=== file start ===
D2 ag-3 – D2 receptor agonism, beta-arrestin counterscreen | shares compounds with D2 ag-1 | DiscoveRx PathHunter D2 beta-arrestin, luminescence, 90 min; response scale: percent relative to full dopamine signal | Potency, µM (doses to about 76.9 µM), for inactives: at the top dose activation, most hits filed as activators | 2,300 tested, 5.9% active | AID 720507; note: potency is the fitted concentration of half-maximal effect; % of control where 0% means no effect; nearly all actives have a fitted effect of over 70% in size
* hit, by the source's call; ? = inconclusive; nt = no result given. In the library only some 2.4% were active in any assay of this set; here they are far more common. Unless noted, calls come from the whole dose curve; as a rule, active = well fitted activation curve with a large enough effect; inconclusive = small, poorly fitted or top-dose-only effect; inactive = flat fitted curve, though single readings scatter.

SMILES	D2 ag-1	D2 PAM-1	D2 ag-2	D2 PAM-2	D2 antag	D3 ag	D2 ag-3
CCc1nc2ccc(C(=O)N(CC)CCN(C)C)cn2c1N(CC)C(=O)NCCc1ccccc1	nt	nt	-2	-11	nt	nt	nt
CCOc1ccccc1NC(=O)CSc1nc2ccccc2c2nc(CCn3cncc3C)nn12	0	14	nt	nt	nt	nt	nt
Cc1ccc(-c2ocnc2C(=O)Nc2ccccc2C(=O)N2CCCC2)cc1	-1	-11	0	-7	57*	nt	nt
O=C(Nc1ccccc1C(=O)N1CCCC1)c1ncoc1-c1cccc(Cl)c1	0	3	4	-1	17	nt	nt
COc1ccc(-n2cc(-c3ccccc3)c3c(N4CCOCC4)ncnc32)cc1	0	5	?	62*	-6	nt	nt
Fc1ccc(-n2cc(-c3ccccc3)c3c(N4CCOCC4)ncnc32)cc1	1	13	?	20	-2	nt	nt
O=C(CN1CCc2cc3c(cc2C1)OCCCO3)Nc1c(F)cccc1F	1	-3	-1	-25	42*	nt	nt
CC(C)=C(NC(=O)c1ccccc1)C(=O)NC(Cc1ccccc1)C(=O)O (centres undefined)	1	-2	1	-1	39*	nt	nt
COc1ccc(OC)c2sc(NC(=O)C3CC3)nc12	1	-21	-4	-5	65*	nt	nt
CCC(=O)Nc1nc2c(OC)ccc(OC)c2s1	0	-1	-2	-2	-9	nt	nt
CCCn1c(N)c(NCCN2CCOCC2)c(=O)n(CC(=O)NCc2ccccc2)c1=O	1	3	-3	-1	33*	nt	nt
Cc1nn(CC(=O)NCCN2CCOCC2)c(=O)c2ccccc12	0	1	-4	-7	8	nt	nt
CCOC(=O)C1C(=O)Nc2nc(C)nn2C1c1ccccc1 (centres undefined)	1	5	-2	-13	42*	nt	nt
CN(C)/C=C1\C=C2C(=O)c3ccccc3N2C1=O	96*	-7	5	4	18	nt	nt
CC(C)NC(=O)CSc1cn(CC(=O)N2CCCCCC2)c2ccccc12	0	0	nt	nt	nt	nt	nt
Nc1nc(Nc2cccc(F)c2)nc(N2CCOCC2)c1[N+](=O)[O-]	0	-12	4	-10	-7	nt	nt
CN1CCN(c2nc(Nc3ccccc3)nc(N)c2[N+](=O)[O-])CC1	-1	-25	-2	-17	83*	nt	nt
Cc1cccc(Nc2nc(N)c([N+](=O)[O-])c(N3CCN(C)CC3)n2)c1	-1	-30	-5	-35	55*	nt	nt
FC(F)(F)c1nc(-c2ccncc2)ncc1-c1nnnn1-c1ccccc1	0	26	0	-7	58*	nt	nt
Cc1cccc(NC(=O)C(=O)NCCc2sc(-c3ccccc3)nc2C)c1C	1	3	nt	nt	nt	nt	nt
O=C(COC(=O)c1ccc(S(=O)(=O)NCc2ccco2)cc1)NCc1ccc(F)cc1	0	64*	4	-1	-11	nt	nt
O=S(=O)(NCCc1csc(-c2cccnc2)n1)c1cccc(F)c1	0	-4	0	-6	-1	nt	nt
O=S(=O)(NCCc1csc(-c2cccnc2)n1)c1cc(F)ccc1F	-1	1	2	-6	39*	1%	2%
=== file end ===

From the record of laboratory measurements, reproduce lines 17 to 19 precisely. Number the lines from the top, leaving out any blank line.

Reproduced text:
CN(C)/C=C1\C=C2C(=O)c3ccccc3N2C1=O	96*	-7	5	4	18	nt	nt
CC(C)NC(=O)CSc1cn(CC(=O)N2CCCCCC2)c2ccccc12	0	0	nt	nt	nt	nt	nt
Nc1nc(Nc2cccc(F)c2)nc(N2CCOCC2)c1[N+](=O)[O-]	0	-12	4	-10	-7	nt	nt